“Whoa, wait; hold on, where does it say disciples in the Bible?” Walter demanded.
“Well, nowhere, actually,” Donnie admitted. “But think about it: you have the antichrist who is, well, the anti-Christ, then you have the prophet, who is the anti-John the Baptist, so by logical continuation, you have the anti-disciples.”
“And you think that Lemlin is one of those?” John wasn’t getting much of the conversation, but was able to understand enough to keep up.
“I think all of the E.H.U.D.s might be those.”
“But,” Walter said, “there were a hundred E.H.U.D.s, and only twelve disciples. And how do you know that the E.H.U.D.s aren’t from God?”
“I don’t know,” Donnie admitted. “But I doubt that if they were from God, they’d be killing people.”
John smiled. “You apparently haven’t read the Tanakh.”
“All I know for certain is that something bad will be coming very soon. It may be the apocalypse, it may not be, but it will be something that no one forgets.” Donnie paused and looked at his watch. “It’s also well past one, so we need to be back at work.” He stood up and walked away. “I’ll see you all there!”
“This hurts me to say,” Walter said, “but he’s right on that last point. I’ll see you all later.”
John sighed and looked down at his steak. He had only taken three bites out of it. He looked up once more at the television, to see a feed from a helicopter circling over what was left of the roof that Maria Tumpuelo had been standing on. John looked back at his steak. He wasn’t all that hungry anymore…

Thursday, July 16, 2009

Teh Updates!!1!!!

Okay, so it's been a while since I've updated. I've had college, visiting relatives, KGB raids, and alien invasions to deal with for the past month. Oh, well. Anyhoo, I'm going to go ahead and cancel the T3 review; it's too late now. I'll just summarize what I was going to say: Great film. Nicely encapsulates the best from the previous two films, and turns out to be the best of the trilogy. Let the hate-mail begin!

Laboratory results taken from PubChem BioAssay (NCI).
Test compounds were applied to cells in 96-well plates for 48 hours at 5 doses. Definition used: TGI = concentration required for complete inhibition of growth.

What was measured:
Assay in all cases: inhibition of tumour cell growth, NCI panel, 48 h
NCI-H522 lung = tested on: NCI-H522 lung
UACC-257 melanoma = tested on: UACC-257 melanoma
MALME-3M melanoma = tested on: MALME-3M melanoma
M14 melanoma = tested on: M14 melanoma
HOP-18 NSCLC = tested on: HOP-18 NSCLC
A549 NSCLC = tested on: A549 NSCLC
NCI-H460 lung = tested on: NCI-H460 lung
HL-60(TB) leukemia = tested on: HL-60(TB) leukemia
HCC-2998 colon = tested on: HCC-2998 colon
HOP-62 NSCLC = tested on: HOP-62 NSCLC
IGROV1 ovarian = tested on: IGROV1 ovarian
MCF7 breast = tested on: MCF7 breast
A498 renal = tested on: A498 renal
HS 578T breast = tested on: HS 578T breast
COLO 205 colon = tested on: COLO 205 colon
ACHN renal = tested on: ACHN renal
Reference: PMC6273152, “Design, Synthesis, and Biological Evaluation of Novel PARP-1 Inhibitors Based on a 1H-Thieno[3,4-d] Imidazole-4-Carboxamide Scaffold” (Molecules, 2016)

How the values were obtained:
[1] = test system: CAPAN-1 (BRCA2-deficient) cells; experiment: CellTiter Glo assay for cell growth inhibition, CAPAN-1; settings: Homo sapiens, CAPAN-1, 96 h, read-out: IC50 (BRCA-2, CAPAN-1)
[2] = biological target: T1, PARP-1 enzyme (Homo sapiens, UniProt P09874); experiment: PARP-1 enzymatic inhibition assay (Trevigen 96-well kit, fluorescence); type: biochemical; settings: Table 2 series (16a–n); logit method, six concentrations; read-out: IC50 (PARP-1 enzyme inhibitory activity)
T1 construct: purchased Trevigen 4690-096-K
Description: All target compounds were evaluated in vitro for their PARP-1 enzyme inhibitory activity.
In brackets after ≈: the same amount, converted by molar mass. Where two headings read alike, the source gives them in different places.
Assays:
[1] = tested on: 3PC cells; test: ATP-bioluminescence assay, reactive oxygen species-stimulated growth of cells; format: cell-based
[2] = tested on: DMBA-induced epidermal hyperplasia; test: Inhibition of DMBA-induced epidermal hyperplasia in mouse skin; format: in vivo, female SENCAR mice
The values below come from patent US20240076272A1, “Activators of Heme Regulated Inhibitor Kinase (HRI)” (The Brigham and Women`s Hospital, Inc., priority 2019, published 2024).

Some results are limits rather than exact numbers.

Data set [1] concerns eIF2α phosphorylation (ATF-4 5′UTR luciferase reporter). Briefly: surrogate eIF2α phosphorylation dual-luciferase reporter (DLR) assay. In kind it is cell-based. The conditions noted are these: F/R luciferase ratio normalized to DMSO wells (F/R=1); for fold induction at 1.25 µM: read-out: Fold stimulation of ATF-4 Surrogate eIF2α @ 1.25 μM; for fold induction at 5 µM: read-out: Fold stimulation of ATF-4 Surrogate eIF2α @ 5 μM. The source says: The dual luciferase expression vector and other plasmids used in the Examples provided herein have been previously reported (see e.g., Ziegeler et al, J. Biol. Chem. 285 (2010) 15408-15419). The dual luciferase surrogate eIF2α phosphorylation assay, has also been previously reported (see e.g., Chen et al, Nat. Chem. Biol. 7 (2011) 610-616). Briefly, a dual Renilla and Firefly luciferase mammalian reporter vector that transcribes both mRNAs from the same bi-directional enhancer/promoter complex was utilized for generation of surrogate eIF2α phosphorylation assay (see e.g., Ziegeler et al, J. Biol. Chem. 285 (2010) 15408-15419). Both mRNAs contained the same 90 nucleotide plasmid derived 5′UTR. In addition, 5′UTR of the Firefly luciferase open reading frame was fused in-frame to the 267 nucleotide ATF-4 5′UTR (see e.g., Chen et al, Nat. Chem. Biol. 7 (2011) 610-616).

In other news: I'm about 3/4 of the way through this draft of E.H.U.D., and I'm going to continue to work on it, but I'm currently planning another project, to debut here on the site shortly. It will represent an entirely new concept in 'novel.' It will be like nothing you've ever seen before! But before I do that, I'm going to need to change the blog up a bit, along with starting an aggressive viral marketing campaign. For the blog, I need to make my own custom background and title card, and while I know how to do that, I don't know how to put it up on the blog. If anyone can tell me how to do that, please just leave a comment!

All right, I don't know what else to say, but look for Chapter 11 to be coming out later this week! Peace out, minions!